We know. You hate the word “sales.” It makes your palms clammy and it takes the fun out of being an author. We get it. Really. It’s not easy selling yourself, a product, ideas, or a movement. It’s darn tough. I mean you had the vision, the least your book could do is sell itself. Stephen King doesn’t have to schlep his book hoping someone will pick it up and love it. Why should you? And let’s not even start with that Francine Rivers.
Well, as an author you’d be correct in detesting the word “sales.” But you’re not an author. That’s right. Authors are the folk who don’t need or care about making money from their book and we gather that’s not you. If it is, this particular blog wasn’t written for you.
You are an authorpreneur. You wrote your book to launch your writing career. Careers aren’t built for fun alone. Careers are created to help you profit at something you enjoy. You wrote your book to serve as a tool. As such, sales are an important piece of your success.
Here are 9 tried and true tools for the authorpreneur:
Amazon.com makes your book accessible to the masses, especially if your book isn’t carried in brick and mortar bookstores. Go the extra mile and create an author profile page. Use Amazon strategically, especially as it relates to reviews. Encourage your fans to post reviews on Amazon. Positive reviews on Amazon are one of the best sales tools you can have.
Trade shows, book fairs, writers’ festivals, and conferences are terrific sales opportunities because they produce direct-to-reader sales. Try to schedule at least one event a month, two to four in the first year of your book is ideal. We periodically cruise www.eventbrite.com for events that might interest us. The Business Journal, your local paper, and universities in your region are also helpful.
A well visited blog can be an authorpreneur’s best friend. It’s a perfect recipe for generating book sales. It shows your expertise, not to mention your passion. It’s also effective in networking, which also creates good word-of-mouth for your book. Other ways blogs are powerful? Through blog ads and guest blogging. Here’s a fantastic article about ways to use your blog as part of your marketing strategy.
4. Google Alerts
Consider Google Alerts your own personal private investigator. Use Google alerts to track events where you should have a presence, your book’s topic, your book’s title, and questions important to your audience. Research keeps you ahead of the sales game and using Google Alerts are the best shortcut available to you.
5. Press Releases
Press releases when timely are snazzy. Include links within them and seek opportunities to tie them in with national stories that are current. The trick is to choose a title that pops and will prompt immediate interest. Try not to make your press release about you, but about the problem your book solves.
You know how passionate we are about Twitter. If you’re on Twitter — great! As a sales tool, you can use Twitter to direct traffic to your blog, website, or link to articles about your book. But be careful not to dominate the Twitter-sphere with too many links to your book stuff. Use it to network, research, and to plug other authors.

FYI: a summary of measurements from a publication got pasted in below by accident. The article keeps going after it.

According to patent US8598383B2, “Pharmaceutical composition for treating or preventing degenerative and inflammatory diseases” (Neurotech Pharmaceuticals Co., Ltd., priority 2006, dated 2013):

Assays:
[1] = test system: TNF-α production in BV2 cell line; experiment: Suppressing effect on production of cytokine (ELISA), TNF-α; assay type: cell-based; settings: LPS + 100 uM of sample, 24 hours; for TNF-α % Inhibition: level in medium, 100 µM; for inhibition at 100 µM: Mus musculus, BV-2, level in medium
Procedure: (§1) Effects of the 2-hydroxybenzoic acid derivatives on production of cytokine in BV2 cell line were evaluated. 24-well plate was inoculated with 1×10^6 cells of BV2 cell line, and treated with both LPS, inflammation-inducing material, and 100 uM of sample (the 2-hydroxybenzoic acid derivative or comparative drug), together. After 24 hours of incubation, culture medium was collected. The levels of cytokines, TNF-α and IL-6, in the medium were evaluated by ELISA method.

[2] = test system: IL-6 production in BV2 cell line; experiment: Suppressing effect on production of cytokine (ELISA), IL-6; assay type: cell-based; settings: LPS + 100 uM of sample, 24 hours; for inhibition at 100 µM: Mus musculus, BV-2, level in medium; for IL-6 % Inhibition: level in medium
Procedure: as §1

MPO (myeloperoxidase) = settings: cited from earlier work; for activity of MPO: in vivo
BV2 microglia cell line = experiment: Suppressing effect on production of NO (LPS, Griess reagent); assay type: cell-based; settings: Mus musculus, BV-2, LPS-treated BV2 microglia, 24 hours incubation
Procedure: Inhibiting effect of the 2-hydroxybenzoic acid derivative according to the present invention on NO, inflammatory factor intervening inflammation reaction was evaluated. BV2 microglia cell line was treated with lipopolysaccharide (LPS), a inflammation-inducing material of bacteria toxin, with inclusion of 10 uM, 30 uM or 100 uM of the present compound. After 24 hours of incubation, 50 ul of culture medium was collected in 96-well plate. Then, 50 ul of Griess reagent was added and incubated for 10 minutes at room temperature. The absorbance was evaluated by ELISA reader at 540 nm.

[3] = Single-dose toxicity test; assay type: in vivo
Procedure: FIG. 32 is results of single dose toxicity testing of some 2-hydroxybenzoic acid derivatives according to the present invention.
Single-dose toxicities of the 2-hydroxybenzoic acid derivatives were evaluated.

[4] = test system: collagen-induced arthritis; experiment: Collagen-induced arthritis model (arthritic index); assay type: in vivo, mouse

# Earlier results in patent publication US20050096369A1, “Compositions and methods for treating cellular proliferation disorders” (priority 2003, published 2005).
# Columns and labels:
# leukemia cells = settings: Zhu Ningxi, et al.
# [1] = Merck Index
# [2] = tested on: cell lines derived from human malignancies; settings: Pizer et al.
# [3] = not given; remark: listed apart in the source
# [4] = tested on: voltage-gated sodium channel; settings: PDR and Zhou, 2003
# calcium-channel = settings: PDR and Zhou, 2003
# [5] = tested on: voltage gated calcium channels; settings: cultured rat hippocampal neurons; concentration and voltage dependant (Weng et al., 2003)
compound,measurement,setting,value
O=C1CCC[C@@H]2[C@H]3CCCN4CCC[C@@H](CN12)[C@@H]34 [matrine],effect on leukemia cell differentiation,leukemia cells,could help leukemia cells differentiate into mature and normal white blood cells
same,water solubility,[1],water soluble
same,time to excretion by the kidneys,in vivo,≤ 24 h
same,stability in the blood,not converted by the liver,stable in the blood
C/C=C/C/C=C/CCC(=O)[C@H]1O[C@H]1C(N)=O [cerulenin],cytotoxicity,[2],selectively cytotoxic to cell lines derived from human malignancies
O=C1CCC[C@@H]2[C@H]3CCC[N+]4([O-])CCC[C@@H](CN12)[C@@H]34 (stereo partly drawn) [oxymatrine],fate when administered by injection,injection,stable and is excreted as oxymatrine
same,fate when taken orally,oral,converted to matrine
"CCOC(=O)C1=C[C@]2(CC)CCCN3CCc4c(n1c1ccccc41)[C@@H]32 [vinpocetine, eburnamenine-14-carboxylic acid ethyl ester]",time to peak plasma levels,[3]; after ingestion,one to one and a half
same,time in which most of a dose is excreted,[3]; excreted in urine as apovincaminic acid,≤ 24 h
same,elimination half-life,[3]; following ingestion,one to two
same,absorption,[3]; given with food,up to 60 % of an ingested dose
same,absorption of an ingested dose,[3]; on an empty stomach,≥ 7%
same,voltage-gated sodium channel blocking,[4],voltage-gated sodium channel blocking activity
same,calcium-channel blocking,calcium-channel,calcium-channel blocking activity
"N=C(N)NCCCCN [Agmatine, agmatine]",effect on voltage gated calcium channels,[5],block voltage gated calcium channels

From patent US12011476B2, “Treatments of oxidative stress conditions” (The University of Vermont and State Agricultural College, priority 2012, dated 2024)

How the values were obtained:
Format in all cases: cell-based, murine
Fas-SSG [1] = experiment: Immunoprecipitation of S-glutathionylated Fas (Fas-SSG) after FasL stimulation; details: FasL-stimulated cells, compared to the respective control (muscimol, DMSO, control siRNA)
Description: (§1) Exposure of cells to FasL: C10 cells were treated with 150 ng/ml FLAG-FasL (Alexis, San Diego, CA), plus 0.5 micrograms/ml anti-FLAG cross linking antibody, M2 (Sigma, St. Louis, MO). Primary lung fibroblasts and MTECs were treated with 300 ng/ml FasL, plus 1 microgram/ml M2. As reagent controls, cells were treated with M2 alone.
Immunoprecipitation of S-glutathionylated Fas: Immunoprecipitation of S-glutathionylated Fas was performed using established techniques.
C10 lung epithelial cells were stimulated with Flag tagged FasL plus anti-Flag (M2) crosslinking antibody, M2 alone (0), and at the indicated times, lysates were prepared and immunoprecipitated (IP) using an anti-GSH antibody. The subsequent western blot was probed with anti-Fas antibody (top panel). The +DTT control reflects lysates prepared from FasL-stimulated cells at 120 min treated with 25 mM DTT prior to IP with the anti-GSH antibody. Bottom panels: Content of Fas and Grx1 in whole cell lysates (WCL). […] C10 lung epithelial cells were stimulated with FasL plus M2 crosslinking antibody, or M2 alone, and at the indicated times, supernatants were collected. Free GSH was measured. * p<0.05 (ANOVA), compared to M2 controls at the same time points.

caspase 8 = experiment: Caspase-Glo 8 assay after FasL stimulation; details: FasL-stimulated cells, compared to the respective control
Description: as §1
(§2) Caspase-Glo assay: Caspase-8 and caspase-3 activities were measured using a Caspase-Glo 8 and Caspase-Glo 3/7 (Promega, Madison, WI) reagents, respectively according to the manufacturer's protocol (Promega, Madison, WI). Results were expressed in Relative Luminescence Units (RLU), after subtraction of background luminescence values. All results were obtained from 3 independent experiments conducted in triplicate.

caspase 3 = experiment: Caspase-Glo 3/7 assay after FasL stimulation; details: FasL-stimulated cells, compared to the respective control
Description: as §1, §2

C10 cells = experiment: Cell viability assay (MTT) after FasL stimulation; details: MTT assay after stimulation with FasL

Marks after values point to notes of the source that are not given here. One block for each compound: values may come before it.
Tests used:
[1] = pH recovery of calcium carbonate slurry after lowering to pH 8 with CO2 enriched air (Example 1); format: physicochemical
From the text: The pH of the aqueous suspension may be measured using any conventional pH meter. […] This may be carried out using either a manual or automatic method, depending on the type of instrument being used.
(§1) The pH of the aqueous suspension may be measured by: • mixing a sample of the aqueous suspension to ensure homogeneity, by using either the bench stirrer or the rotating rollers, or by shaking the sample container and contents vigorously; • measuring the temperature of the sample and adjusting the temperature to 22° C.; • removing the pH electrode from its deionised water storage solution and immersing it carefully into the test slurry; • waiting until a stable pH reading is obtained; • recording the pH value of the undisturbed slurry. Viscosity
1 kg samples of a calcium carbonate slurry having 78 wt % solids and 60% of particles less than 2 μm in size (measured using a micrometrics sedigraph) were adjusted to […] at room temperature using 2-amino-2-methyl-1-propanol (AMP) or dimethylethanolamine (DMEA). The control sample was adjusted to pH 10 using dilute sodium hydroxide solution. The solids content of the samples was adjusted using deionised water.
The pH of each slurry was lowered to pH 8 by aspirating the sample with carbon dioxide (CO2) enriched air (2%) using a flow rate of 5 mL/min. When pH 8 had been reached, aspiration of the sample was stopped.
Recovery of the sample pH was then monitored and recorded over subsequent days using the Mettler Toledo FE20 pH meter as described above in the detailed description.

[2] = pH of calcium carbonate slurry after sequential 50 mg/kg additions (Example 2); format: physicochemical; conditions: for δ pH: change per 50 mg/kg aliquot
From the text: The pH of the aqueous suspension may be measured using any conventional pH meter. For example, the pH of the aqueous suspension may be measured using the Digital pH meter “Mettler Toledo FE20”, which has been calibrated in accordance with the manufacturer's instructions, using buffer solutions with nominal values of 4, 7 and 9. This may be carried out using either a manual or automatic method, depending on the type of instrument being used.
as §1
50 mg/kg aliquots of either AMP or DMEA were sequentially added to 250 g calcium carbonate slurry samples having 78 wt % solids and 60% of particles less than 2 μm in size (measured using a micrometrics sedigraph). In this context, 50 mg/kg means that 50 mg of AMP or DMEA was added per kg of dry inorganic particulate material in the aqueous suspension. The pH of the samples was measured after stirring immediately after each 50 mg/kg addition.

You need your own website. It’s one of the most powerful sales tools you can have. You only need five pages: Homepage, About the book, Contact, Events, Ordering Info. Your website is your book’s primary home address. If it has no home, your audience won’t find you. Simple. Strategically, provide links to other resources, excerpts from your book, links to your social media accounts, and post book reviews on your website.
Anytime you can read your work, share your knowledge, and provide useful tips to your audience, you’re in an ideal sales spiral. Seek opportunities to read your work at libraries, bookstores, conferences, and at readings. Always carry at least ten books with you. In the first year of your book’s release, try to be a speaker at an event as much as possible — once a month is ideal.
Freebies are different for every author. For example, children’s books authors use stickers or coloring pages as freebies. Freebies can be anything from recipes, tip sheets, sample chapters, or a memento meaningful to your book topic. Freebies are your tools to attract buyers to your table or website and to introduce newbies to your material.
Most of these tools are useless if you can’t maintain some sort of database to track interested readers, book buyers, agents and fellow authors. The best way to do this effectively is by having a newsletter to gather these contacts in one place AND keep them updated on your plans. I recommend MailChimp, but it may be because I lucked into a Forever Free account! I like their template options, and it was not difficult to personalize it for my needs. Every authorpreneur needs a newsletter to update their readers and to grow their contacts database.
What are some tools that you highly recommend as an author? Share with other authors below!